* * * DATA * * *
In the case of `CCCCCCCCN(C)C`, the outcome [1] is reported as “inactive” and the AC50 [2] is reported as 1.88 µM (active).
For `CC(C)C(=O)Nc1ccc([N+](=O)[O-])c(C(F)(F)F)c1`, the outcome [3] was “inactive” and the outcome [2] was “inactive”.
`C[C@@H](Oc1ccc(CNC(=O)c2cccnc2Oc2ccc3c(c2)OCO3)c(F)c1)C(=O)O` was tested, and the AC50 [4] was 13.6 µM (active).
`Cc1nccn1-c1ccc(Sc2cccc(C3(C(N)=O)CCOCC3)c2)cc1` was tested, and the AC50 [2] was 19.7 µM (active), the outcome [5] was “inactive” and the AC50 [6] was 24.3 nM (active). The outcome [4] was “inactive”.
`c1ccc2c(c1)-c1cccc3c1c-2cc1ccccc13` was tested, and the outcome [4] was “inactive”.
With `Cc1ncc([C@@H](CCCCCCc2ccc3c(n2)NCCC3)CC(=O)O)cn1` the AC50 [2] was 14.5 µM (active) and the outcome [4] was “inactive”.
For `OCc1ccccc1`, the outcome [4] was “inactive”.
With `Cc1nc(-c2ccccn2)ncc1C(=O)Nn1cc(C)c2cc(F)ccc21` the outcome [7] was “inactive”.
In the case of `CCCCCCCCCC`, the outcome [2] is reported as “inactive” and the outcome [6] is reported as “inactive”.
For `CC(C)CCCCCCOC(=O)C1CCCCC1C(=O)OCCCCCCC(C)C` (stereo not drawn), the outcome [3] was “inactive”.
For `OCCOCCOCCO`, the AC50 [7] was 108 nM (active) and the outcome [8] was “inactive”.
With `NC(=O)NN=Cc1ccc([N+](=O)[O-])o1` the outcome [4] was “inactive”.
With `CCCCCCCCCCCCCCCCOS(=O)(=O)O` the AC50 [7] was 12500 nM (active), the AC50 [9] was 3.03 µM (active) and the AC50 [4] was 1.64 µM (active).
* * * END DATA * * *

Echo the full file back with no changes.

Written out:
In the case of `CCCCCCCCN(C)C`, the outcome [1] is reported as “inactive” and the AC50 [2] is reported as 1.88 µM (active).
For `CC(C)C(=O)Nc1ccc([N+](=O)[O-])c(C(F)(F)F)c1`, the outcome [3] was “inactive” and the outcome [2] was “inactive”.
`C[C@@H](Oc1ccc(CNC(=O)c2cccnc2Oc2ccc3c(c2)OCO3)c(F)c1)C(=O)O` was tested, and the AC50 [4] was 13.6 µM (active).
`Cc1nccn1-c1ccc(Sc2cccc(C3(C(N)=O)CCOCC3)c2)cc1` was tested, and the AC50 [2] was 19.7 µM (active), the outcome [5] was “inactive” and the AC50 [6] was 24.3 nM (active). The outcome [4] was “inactive”.
`c1ccc2c(c1)-c1cccc3c1c-2cc1ccccc13` was tested, and the outcome [4] was “inactive”.
With `Cc1ncc([C@@H](CCCCCCc2ccc3c(n2)NCCC3)CC(=O)O)cn1` the AC50 [2] was 14.5 µM (active) and the outcome [4] was “inactive”.
For `OCc1ccccc1`, the outcome [4] was “inactive”.
With `Cc1nc(-c2ccccn2)ncc1C(=O)Nn1cc(C)c2cc(F)ccc21` the outcome [7] was “inactive”.
In the case of `CCCCCCCCCC`, the outcome [2] is reported as “inactive” and the outcome [6] is reported as “inactive”.
For `CC(C)CCCCCCOC(=O)C1CCCCC1C(=O)OCCCCCCC(C)C` (stereo not drawn), the outcome [3] was “inactive”.
For `OCCOCCOCCO`, the AC50 [7] was 108 nM (active) and the outcome [8] was “inactive”.
With `NC(=O)NN=Cc1ccc([N+](=O)[O-])o1` the outcome [4] was “inactive”.
With `CCCCCCCCCCCCCCCCOS(=O)(=O)O` the AC50 [7] was 12500 nM (active), the AC50 [9] was 3.03 µM (active) and the AC50 [4] was 1.64 µM (active).